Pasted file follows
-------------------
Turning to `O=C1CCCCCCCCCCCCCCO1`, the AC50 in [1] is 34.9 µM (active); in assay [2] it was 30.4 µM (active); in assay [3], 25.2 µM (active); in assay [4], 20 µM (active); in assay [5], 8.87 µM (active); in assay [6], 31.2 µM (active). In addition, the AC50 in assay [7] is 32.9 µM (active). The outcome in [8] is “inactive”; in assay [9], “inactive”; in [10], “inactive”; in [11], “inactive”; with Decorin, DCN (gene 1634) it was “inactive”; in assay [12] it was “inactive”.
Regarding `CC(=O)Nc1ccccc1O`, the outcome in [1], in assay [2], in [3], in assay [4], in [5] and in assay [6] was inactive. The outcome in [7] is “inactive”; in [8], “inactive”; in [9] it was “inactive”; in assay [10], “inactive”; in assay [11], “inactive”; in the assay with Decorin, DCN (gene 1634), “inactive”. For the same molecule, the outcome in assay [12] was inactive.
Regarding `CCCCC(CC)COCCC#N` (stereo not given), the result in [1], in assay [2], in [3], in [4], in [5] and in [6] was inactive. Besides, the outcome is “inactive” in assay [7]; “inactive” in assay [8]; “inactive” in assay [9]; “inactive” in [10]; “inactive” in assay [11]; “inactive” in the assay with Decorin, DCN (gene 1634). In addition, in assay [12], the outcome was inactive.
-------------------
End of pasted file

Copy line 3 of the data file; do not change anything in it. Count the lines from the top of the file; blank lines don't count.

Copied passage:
Regarding `CCCCC(CC)COCCC#N` (stereo not given), the result in [1], in assay [2], in [3], in [4], in [5] and in [6] was inactive. Besides, the outcome is “inactive” in assay [7]; “inactive” in assay [8]; “inactive” in assay [9]; “inactive” in [10]; “inactive” in assay [11]; “inactive” in the assay with Decorin, DCN (gene 1634). In addition, in assay [12], the outcome was inactive.